Chengyang Bridge and the surrounding Dong villages (2003)
Nothing quite prepares you for your first sight of the bridge. Chengyang Bridge is what is known locally as a Wind and Rain Bridge. These covered wooden bridges were built with the purpose of literally protecting the farmers from the wind and rain and allowing people to sell their wares, sheltered from the elements.
Moreover, the bridge at Chengyang was built to help the locals cross the swollen Linxi River during the rainy season. The Chengyang (or Yongji) Wind and Rain Bridge is 64 meters long and 3.4 meters wide. Not one nail was used in its construction, which is said to have taken more than ten years and was completed in 1916.
On top of the bridge there are a number of beautiful eaved pavilions with one of them housing a small shrine. The whole structure rests on a number of sturdy stone columns that span the Linxi River.
Rural Charm and the Dong Minority
However, Chengyang’s charm lies not only in its bridge. The whole area is beautiful and embodies much of what attracts so many people to Asia: the peaceful, rural scenery of rice paddies, swaying bamboo, slow moving waterwheels and traditional wooden villages.
Then, there are the colourful local Dong people with their unique culture and language, which is related to Thai. As they mostly live in isolated, forested areas, the Dong people have only recently come into contact with the outside world.
The Dong are best known for the elegance and the exotic features of their architectural designs. Apart from Wind and Rain Bridges, the second most important architectural characteristic of Dong villages are the Drum Towers.
The Drum Towers
These incredible pyramid structures on stilts can be quite stunning, with beautifully carved statues and images of gods and musicians. Once used to warn the villages of impending danger, they now serve as a kind of communal hall, where locals gather to chat, play cards and enjoy a drink. And from what we saw, they can get pretty drunk!
There are plenty of hiking opportunities around Chengyang, taking you past many Wind and Rain Bridges, big and small, and through numerous Dong villages, all with their respective Drum Towers.
Chengyang Bridge and the surrounding Dong villages: The Villages
The village right by Chengyang bridge is called Ma’an and from here you can embark on a round walk that passes through two other villages, called Pingzai and Yanzai.
Around the Bridge and in Ma’an you may get accosted by Dong ladies, trying to sell you the purple ethnic jackets and embroidered halter tops that are typical in this region, but in the other villages there is nothing touristy whatsoever.
Overall, the Dong people seem pretty impervious to foreigners, neither being overly friendly, nor shy. During our stroll through the villages we came across a funeral and a jam session with long bamboo flutes, another Dong specialty, and on both occasions our presence didn’t cause a stir.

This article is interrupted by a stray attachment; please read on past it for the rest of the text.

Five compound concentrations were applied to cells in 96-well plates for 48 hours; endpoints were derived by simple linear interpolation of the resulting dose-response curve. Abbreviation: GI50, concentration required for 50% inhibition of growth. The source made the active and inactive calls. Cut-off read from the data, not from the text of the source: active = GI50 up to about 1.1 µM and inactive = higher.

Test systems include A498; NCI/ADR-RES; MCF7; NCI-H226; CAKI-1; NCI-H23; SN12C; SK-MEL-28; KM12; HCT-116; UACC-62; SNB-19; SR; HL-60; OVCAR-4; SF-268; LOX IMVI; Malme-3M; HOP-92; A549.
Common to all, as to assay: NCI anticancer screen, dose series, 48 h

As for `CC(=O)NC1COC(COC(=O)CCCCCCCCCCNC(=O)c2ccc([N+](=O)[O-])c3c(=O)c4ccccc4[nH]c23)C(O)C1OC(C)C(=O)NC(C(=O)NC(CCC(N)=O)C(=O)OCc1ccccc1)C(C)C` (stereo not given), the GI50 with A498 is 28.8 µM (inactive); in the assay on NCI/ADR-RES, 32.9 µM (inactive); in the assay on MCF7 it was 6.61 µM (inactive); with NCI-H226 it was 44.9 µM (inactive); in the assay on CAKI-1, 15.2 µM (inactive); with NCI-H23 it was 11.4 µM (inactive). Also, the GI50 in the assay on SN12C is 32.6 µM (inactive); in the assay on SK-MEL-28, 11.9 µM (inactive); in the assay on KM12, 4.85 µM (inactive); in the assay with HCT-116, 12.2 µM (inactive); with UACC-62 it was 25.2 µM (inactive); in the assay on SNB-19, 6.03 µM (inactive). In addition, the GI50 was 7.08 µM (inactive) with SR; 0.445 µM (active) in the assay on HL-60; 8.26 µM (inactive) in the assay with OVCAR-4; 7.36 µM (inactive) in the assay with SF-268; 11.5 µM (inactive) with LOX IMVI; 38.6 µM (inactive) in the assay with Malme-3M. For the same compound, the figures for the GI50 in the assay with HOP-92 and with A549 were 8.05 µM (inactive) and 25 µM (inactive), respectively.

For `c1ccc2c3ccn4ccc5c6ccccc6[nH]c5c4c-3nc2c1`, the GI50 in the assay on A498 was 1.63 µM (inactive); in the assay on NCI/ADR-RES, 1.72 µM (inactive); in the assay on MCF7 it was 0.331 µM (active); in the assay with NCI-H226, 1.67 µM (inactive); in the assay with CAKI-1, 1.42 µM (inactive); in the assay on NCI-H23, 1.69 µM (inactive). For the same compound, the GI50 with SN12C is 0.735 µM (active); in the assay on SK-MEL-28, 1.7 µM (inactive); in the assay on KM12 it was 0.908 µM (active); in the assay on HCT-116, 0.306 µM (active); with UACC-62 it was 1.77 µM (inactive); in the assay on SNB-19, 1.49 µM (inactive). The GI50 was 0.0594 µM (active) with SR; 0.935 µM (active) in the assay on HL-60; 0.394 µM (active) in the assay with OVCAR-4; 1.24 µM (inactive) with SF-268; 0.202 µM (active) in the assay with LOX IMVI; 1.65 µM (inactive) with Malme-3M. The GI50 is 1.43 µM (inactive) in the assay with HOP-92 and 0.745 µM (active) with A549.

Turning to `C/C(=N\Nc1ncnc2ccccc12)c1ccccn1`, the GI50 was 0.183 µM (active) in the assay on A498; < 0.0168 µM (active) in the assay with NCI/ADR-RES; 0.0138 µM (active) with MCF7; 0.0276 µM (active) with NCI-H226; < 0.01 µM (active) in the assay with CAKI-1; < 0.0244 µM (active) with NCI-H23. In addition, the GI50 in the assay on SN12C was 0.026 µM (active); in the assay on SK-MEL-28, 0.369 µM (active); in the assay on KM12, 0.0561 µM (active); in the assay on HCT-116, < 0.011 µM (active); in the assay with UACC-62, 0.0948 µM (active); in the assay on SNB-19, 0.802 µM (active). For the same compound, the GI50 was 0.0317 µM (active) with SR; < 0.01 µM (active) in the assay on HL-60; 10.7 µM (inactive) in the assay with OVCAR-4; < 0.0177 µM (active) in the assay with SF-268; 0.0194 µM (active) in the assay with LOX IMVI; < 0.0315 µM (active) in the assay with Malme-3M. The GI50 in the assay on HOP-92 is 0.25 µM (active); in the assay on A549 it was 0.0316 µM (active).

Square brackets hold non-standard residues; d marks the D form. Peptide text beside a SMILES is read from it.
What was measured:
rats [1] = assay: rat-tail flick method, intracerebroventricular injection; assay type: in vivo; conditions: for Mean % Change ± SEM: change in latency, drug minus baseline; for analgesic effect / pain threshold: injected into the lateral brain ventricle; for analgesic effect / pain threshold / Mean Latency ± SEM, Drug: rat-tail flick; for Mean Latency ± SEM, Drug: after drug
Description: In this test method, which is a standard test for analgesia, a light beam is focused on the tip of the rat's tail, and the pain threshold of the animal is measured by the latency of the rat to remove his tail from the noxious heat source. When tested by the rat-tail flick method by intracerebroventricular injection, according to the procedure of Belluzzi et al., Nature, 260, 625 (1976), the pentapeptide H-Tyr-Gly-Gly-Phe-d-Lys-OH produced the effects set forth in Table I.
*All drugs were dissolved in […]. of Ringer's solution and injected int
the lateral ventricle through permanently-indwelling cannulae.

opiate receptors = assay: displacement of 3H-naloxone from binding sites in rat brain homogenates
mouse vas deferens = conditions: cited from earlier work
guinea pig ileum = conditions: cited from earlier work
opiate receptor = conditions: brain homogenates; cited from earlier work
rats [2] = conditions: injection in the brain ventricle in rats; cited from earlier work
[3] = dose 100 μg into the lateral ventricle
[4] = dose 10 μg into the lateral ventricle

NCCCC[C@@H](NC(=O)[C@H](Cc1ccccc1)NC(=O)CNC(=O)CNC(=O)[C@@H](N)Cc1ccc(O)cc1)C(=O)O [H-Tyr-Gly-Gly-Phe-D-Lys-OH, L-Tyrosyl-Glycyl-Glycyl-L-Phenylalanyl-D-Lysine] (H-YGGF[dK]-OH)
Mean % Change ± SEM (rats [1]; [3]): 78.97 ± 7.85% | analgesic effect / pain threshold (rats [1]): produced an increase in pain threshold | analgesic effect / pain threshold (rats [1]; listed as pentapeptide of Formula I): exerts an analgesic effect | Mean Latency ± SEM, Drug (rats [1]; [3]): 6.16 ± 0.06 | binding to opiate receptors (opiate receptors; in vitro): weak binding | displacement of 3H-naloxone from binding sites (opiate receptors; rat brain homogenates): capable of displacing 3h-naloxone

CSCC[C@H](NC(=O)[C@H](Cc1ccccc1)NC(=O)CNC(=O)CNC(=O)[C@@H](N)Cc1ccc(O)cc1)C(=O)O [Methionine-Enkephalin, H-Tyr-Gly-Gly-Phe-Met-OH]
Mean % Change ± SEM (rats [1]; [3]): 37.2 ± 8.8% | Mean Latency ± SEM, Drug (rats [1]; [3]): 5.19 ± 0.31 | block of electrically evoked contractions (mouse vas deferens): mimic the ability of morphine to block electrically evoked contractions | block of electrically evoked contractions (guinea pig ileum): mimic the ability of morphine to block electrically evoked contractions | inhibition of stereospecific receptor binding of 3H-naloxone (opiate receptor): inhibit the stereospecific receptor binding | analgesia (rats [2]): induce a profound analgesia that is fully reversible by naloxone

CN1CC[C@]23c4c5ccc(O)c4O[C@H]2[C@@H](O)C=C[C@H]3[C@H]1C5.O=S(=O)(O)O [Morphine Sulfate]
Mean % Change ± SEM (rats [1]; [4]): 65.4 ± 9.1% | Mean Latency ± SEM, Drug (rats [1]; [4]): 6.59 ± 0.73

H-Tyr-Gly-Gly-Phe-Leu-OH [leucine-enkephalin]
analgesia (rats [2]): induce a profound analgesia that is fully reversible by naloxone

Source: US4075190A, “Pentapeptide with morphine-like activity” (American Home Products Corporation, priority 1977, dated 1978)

We can only hope that mass tourism, Chinese style, won’t wreak havoc on their culture.
Before crossing the bridge you have to buy an entrance ticket, which at that time cost a mere 8 Yuan, and which also gives you access to the eight surrounding Dong villages. Once you have got your ticket, you can stay as long as you like.
Accommodation and Food:
We stayed at the atmospheric Chengyang Bridge National Hostel, a weathered wooden structure with a large veranda, right next to the Chengyang Bridge. Rooms are nice, with large beds covered in mosquito netting and views over the river and the waterwheels. Bathrooms are shared, but clean. One word of warning: arachnophobes, such as Margie, may be unpleasantly surprised by the large, fast-moving spiders that tend to hang out in the bathrooms!
Food at the hostel is simple but good and the covered veranda is a great place to enjoy evening beers and meals. Simple snacks are available in some of the villages as well.
The friendly and helpful owner of the hostel, who calls himself Lao Wu, is an excellent source of information on what to do in the area. Among other things, he can provide you with hand-drawn maps and instructions for walks. He also hires out his minivan for excursions, or to take people to the bus station.
If you are heading to Zhaoxing, there is a direct bus leaving from Songjiang at 6.30 am. The owner of the hostel may give you a lift to Songjiang to catch this bus for around 40 Yuan, especially if he is going into town to pick up supplies.
If you wish to stay longer and explore some of the other Dong villages in the area, then Songjiang is the best base from which to reach them.
These days Roads are better and faster. Furthermore there is now a highspeed rail link joining these areas. Incredible when you think about it; 20 years ago this was an exotic off the beaten track experience.
We would love to know if the Chengyang Bridge National Hostel still exists?